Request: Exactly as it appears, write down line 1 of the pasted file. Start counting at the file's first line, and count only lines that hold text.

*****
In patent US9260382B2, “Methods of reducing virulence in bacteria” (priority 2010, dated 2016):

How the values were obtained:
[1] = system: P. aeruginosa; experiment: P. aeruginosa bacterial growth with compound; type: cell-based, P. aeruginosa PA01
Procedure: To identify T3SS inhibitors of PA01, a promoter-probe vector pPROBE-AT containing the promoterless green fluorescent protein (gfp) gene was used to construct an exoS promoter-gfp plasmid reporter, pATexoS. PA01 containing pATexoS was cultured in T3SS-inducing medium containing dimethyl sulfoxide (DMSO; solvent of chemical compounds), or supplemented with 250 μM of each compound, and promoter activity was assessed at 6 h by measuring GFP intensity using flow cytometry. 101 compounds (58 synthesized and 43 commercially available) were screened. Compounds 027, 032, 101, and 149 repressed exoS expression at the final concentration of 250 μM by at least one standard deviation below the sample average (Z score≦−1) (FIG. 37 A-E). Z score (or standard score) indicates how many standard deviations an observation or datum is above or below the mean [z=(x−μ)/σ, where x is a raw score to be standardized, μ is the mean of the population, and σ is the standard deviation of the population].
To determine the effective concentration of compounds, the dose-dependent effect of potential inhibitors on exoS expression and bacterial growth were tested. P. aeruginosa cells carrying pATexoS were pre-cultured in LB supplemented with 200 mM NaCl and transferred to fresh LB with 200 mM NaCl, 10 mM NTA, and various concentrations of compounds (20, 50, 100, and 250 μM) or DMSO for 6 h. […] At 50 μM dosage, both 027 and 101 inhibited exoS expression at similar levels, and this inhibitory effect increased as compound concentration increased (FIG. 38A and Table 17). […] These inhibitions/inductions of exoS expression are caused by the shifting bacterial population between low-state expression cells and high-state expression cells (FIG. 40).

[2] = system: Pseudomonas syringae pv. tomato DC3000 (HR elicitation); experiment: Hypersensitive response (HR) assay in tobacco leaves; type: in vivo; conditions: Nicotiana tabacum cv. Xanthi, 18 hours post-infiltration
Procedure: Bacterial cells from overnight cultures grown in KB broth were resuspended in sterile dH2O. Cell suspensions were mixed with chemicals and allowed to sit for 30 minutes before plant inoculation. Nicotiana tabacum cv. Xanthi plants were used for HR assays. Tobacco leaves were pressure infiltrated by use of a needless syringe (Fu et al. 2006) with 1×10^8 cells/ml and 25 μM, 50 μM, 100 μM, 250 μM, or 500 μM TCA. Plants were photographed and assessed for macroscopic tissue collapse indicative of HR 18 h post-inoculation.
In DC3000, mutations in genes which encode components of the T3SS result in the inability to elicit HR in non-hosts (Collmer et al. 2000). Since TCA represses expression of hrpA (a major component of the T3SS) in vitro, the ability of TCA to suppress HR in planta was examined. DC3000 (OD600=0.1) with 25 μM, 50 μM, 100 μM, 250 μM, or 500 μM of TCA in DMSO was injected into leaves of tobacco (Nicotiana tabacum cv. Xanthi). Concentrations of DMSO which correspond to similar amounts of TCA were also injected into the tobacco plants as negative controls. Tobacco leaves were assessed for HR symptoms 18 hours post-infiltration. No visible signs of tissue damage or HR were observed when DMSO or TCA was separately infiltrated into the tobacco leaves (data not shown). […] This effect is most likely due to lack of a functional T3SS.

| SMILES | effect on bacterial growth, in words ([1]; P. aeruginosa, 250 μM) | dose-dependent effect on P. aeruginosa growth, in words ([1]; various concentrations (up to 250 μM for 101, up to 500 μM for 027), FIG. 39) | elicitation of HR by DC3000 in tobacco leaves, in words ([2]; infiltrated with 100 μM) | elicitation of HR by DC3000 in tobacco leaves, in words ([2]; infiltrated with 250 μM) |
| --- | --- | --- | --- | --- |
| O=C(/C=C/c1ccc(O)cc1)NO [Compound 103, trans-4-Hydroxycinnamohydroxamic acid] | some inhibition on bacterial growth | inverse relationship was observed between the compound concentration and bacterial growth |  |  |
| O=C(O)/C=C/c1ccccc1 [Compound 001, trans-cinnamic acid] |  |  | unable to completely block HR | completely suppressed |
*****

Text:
In patent US9260382B2, “Methods of reducing virulence in bacteria” (priority 2010, dated 2016):